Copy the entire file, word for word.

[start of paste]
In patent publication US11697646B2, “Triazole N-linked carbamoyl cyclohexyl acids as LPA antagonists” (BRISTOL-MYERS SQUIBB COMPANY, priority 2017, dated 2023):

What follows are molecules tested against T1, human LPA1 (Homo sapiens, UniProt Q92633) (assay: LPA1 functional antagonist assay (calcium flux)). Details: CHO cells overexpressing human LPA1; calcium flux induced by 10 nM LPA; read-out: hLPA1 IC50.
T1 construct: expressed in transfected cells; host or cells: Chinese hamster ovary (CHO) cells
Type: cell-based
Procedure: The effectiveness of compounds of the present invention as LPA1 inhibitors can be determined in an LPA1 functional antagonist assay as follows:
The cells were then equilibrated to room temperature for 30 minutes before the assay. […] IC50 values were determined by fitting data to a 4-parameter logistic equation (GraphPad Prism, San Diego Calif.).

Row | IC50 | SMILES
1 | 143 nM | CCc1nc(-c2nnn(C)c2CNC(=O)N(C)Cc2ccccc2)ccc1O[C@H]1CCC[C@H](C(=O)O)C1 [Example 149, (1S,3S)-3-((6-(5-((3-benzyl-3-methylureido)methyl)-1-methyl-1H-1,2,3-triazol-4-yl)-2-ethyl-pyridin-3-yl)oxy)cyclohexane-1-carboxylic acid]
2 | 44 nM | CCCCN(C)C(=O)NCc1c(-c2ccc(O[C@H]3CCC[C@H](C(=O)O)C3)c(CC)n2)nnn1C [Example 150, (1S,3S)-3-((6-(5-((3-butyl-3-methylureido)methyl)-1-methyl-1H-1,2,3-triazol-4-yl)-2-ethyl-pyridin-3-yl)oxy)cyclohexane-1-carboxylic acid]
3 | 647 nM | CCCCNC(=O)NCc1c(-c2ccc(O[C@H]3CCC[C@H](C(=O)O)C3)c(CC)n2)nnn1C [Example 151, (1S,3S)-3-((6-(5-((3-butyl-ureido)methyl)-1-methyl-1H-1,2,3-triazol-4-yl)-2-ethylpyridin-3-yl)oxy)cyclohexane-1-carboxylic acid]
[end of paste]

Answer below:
In patent publication US11697646B2, “Triazole N-linked carbamoyl cyclohexyl acids as LPA antagonists” (BRISTOL-MYERS SQUIBB COMPANY, priority 2017, dated 2023):

What follows are molecules tested against T1, human LPA1 (Homo sapiens, UniProt Q92633) (assay: LPA1 functional antagonist assay (calcium flux)). Details: CHO cells overexpressing human LPA1; calcium flux induced by 10 nM LPA; read-out: hLPA1 IC50.
T1 construct: expressed in transfected cells; host or cells: Chinese hamster ovary (CHO) cells
Type: cell-based
Procedure: The effectiveness of compounds of the present invention as LPA1 inhibitors can be determined in an LPA1 functional antagonist assay as follows:
The cells were then equilibrated to room temperature for 30 minutes before the assay. […] IC50 values were determined by fitting data to a 4-parameter logistic equation (GraphPad Prism, San Diego Calif.).

Row | IC50 | SMILES
1 | 143 nM | CCc1nc(-c2nnn(C)c2CNC(=O)N(C)Cc2ccccc2)ccc1O[C@H]1CCC[C@H](C(=O)O)C1 [Example 149, (1S,3S)-3-((6-(5-((3-benzyl-3-methylureido)methyl)-1-methyl-1H-1,2,3-triazol-4-yl)-2-ethyl-pyridin-3-yl)oxy)cyclohexane-1-carboxylic acid]
2 | 44 nM | CCCCN(C)C(=O)NCc1c(-c2ccc(O[C@H]3CCC[C@H](C(=O)O)C3)c(CC)n2)nnn1C [Example 150, (1S,3S)-3-((6-(5-((3-butyl-3-methylureido)methyl)-1-methyl-1H-1,2,3-triazol-4-yl)-2-ethyl-pyridin-3-yl)oxy)cyclohexane-1-carboxylic acid]
3 | 647 nM | CCCCNC(=O)NCc1c(-c2ccc(O[C@H]3CCC[C@H](C(=O)O)C3)c(CC)n2)nnn1C [Example 151, (1S,3S)-3-((6-(5-((3-butyl-ureido)methyl)-1-methyl-1H-1,2,3-triazol-4-yl)-2-ethylpyridin-3-yl)oxy)cyclohexane-1-carboxylic acid]